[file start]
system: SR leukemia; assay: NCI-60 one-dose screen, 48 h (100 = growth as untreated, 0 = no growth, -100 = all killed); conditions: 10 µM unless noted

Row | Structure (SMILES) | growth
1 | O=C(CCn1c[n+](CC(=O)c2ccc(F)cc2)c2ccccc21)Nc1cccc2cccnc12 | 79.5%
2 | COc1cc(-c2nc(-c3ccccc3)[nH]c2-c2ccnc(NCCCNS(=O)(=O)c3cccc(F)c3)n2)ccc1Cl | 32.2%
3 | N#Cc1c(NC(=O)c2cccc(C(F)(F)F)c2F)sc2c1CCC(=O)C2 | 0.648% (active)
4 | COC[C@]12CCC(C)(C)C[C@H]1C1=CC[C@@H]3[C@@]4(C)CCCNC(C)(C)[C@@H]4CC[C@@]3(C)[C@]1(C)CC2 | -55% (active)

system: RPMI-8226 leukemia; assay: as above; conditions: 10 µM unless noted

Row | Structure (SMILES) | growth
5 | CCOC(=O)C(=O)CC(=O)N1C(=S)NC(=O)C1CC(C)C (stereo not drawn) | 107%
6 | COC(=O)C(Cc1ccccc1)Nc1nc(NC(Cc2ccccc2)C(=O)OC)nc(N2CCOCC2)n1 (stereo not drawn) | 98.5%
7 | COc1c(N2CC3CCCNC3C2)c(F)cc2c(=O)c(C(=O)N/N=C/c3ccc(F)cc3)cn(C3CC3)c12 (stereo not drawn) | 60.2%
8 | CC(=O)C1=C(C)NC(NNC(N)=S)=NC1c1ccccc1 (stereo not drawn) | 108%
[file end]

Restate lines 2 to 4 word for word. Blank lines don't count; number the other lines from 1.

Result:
Row | Structure (SMILES) | growth
1 | O=C(CCn1c[n+](CC(=O)c2ccc(F)cc2)c2ccccc21)Nc1cccc2cccnc12 | 79.5%
2 | COc1cc(-c2nc(-c3ccccc3)[nH]c2-c2ccnc(NCCCNS(=O)(=O)c3cccc(F)c3)n2)ccc1Cl | 32.2%